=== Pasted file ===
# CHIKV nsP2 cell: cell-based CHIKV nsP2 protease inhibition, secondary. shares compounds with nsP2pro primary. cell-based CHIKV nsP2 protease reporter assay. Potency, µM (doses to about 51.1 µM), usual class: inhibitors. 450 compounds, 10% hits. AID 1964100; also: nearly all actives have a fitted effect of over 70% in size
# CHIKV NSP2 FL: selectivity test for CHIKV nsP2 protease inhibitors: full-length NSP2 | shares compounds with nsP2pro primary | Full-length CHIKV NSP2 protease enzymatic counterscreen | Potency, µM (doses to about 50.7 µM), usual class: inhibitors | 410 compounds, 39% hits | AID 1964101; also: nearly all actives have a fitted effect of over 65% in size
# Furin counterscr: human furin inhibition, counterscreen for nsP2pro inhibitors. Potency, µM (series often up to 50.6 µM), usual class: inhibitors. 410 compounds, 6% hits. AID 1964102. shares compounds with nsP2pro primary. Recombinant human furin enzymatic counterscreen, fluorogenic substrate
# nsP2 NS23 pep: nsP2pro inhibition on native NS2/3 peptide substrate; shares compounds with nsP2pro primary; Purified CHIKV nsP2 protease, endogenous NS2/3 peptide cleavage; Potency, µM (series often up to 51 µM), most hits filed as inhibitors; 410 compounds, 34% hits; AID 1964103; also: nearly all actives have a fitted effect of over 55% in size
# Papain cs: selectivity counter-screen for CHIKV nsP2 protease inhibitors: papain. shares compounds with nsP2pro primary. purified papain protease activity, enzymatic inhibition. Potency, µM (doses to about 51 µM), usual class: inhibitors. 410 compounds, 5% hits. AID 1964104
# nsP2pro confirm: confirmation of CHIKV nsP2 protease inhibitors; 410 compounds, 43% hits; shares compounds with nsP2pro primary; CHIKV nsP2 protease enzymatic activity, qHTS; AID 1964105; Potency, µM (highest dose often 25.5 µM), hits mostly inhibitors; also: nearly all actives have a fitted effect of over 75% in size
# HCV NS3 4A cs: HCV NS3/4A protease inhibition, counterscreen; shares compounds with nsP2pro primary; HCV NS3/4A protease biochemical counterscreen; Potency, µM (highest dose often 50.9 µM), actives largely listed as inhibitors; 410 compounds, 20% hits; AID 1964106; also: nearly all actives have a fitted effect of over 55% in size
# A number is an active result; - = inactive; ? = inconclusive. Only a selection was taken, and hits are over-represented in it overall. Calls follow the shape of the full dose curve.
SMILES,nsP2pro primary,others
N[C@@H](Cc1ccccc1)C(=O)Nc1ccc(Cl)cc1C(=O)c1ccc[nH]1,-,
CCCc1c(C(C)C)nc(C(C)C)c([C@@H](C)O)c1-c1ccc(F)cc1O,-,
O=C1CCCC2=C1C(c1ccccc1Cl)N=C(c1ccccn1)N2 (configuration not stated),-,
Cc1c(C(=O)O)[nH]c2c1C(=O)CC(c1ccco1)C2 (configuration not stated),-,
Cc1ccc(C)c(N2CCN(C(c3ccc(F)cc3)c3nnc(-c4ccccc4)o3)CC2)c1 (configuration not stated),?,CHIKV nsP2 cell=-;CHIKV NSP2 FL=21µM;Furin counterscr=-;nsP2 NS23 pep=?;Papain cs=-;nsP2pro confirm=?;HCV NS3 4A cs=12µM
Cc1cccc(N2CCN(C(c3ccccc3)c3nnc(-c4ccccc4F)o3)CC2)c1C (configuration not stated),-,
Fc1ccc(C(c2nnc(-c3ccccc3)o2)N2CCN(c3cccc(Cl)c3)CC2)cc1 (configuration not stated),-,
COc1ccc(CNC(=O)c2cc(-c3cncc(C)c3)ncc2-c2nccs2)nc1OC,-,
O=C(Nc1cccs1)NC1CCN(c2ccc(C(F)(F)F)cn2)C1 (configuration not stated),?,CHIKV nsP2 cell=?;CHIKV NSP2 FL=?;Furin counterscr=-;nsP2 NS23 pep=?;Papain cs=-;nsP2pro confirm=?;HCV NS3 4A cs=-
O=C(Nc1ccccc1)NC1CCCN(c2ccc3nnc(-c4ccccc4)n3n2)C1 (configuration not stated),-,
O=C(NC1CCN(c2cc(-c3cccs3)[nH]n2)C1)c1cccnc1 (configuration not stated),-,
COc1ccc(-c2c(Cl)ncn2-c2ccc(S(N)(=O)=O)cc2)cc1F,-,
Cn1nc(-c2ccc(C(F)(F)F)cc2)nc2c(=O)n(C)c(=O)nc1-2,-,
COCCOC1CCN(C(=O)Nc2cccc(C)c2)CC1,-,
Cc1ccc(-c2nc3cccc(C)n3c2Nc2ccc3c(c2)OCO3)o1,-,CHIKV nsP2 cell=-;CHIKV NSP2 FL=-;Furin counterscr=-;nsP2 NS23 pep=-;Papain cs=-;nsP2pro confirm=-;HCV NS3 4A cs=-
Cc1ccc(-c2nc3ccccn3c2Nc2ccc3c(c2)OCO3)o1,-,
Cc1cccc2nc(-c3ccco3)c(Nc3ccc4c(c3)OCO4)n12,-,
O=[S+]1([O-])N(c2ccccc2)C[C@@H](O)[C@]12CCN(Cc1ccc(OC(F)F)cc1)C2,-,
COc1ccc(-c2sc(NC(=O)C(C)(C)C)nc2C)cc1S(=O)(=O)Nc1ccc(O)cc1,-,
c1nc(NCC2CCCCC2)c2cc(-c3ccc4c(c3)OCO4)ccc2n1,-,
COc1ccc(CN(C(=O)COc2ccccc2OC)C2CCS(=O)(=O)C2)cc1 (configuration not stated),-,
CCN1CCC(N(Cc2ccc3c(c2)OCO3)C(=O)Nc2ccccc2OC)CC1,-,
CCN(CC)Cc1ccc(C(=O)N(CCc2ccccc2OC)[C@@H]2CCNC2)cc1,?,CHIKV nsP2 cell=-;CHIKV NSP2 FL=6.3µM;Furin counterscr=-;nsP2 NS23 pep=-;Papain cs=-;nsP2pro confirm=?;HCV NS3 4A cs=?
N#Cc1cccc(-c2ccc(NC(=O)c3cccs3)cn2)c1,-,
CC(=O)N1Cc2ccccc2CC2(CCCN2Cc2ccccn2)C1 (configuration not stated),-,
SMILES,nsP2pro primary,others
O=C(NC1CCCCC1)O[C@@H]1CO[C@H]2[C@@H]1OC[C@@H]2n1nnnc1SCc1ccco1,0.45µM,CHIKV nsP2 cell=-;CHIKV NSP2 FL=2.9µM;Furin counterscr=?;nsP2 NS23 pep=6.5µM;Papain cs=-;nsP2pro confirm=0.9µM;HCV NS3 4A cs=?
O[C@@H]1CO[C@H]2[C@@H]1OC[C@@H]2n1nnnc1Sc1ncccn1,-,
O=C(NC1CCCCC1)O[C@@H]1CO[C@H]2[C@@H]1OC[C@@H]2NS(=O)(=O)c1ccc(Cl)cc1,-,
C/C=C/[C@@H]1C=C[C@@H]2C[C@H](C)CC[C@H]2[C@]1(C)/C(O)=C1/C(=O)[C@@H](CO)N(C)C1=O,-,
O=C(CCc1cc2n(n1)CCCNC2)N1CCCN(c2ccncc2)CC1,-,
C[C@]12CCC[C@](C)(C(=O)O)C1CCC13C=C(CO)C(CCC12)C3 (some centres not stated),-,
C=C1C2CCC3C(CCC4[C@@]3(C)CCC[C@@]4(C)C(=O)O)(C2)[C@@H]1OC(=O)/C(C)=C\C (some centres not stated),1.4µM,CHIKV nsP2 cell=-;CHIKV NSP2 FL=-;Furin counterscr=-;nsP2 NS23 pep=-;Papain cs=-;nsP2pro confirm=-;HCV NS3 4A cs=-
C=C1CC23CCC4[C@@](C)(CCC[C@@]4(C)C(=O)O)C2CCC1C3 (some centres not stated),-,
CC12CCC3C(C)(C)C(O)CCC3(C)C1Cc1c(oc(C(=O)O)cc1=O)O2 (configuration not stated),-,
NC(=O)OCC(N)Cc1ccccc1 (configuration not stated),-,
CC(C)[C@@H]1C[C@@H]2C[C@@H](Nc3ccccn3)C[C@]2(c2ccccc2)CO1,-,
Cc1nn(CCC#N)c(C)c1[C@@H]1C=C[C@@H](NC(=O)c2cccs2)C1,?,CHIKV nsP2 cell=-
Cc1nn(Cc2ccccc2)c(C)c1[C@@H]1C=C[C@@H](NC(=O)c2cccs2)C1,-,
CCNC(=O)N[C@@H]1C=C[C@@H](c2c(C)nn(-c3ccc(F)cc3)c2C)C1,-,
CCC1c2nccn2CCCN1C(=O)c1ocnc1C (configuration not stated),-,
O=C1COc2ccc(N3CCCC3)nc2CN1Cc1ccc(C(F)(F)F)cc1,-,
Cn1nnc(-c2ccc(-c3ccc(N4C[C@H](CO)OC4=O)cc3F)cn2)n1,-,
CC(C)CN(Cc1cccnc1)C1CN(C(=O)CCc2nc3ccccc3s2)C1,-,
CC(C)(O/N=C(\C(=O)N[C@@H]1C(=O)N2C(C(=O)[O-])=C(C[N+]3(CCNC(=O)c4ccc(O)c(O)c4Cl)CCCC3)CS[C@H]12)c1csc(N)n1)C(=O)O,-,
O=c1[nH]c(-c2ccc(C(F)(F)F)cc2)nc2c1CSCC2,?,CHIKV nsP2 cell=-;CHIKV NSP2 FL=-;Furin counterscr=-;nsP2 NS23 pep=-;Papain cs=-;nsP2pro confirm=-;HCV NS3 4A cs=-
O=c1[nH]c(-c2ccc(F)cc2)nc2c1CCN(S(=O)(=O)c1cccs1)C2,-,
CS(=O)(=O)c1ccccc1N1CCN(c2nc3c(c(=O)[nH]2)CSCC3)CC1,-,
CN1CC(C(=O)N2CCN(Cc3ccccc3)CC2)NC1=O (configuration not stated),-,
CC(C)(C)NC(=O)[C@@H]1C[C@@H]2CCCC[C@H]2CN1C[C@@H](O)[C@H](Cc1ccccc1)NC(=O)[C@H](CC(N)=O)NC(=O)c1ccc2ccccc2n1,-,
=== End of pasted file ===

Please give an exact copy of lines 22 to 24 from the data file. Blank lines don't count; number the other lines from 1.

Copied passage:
Cn1nc(-c2ccc(C(F)(F)F)cc2)nc2c(=O)n(C)c(=O)nc1-2,-,
COCCOC1CCN(C(=O)Nc2cccc(C)c2)CC1,-,
Cc1ccc(-c2nc3cccc(C)n3c2Nc2ccc3c(c2)OCO3)o1,-,CHIKV nsP2 cell=-;CHIKV NSP2 FL=-;Furin counterscr=-;nsP2 NS23 pep=-;Papain cs=-;nsP2pro confirm=-;HCV NS3 4A cs=-